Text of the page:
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Exploring Vulnerability and Risk Taking: FTT’s Fairfax Residency

What connects skateboarding and those electrifying Paganini Violin Caprices?

Phillip Hammond (credit Cameron Whitman)

For Phillip Hammond, 17 year-old violinist from Bloomington, Indiana and a recipient of From the Top’s Jack Kent Cooke Young Artist Award, it’s all about taking risks. Being able to pull off these techniques, whether on a skateboard or on a violin, requires him to be fully committed and vulnerable at the same time.

Taking new risks to be able to grow as a musician and an arts leader is a key aspect of the From the Top experience. During their community engagement work, that means exploring creative ways to connect to new audiences.

In February 2020, Phillip and ten other young musicians gathered for a residency with George Mason University’s Center for the Arts in Fairfax, Virginia that included the recording of two From the Top shows and community engagement events, such as interactive assemblies for a local middle school.

Adrienne Bryant Godwin, Director of Programming at the Center for the Arts, described the residency partnership:

Hosting From the Top was an incredibly rewarding experience, which perfectly married our institution’s mission of serving as a creative classroom for our on- and off-campus communities with From the Top’s emphasis on the artistic and professional development of extraordinary young musicians… The depth of the engagement extended far beyond the doors of our theater, as the From the Top performers connected with students at a local Title 1 middle school, as well as aspiring young musicians from the Mason Community Arts Academy.

Outside of rehearsals and recording, the From the Top musicians spent time preparing for their interactive performances at Poe Middle School in Annandale, Virginia.

Though the school context was a familiar one for our school-aged musicians, the challenge was this: how would they frame their performances to grasp the attention of 12-14 year-olds and make the whole experience meaningful?

FTT Performers enter Poe Middle School.

Poe Middle School welcomed From the Top (FTT) on February 28 for a packed day of interactive assemblies and classroom visits. Upon arrival, the young musicians were treated to a tour of the school and learned about the Poe student body from drama teacher Justin Sumblin. Students on their way to class peered curiously at FTT musicians lugging their instruments through the color-coded hallways.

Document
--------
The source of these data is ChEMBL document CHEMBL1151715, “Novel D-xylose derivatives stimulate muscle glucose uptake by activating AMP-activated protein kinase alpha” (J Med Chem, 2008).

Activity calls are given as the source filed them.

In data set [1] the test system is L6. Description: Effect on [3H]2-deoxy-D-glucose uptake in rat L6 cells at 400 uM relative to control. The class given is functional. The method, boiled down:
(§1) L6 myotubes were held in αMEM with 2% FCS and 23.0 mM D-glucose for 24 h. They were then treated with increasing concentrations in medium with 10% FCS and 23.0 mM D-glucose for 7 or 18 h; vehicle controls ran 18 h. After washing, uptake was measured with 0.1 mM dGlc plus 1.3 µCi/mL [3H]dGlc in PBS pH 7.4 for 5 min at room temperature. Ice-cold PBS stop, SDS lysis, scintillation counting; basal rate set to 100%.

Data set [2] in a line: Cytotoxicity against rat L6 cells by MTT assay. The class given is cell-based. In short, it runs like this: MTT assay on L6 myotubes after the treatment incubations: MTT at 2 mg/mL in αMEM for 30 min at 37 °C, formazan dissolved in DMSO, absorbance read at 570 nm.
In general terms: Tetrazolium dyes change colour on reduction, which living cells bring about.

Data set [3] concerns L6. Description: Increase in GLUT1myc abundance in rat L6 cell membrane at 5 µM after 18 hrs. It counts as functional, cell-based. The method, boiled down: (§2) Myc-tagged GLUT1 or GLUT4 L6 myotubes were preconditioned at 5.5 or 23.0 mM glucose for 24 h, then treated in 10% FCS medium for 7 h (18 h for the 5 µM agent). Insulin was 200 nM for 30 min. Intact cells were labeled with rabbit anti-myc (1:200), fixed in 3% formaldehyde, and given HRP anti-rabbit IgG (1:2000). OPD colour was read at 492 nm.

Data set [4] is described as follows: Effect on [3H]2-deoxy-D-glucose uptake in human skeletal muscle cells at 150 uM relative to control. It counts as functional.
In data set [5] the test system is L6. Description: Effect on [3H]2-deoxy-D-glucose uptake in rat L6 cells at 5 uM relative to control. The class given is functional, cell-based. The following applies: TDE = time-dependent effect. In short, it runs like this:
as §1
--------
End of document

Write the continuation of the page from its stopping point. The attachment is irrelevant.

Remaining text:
The key to an interactive performance is connecting and responding to the energy of those in the room. In each of the two assemblies, there were 300 students accompanied by their teachers and other school staff members. The young musicians learned that many Poe students have not had access to live classical performances, let alone performances by students their age.

To craft the interactive component for their performance, FTT musicians brainstormed ways to get these middle-schoolers engaged and excited about the music. Natalie Brennecke, 18 year-old violist from Oberlin, Ohio and another Jack Kent Cooke Young Artist, summed it up best when she said that the process was all about “making my explanation of the piece relatable and understandable, not just a bunch of historical facts.” The ideas from this brainstorm session seemed almost too wild at first. Connecting skate-boarding and Paganini? Linking the story arc of Frozen II to Rachmaninoff’s famous C# Minor Prelude? But by being vulnerable and taking creative risks in their presentation, the musicians let the results speak for themselves.

From the back of the assembly hall, our first group of performers watched as their audience filed in. For Lira Masuda, our 10 year-old violinist, Poe students were actually older than her. The rest of the FTT musicians stood at the door to greet students who were buzzing with curiosity.

An eager audience awaits the assembly at Poe Middle School.

16-year-old bassoonist Xavion Patterson, a Jack Kent Cooke Young Artist from Smyrna, Tennessee, invited two students on stage to get a special close-up look at the bassoon thumb keys, while pianist Ella Kim, 12, had the whole hall raising their hands to choose their favorite chords.

Cellist Levi Powe demonstrated the cello’s ability to capture different registers by having his audience clap the bass line while he played the top.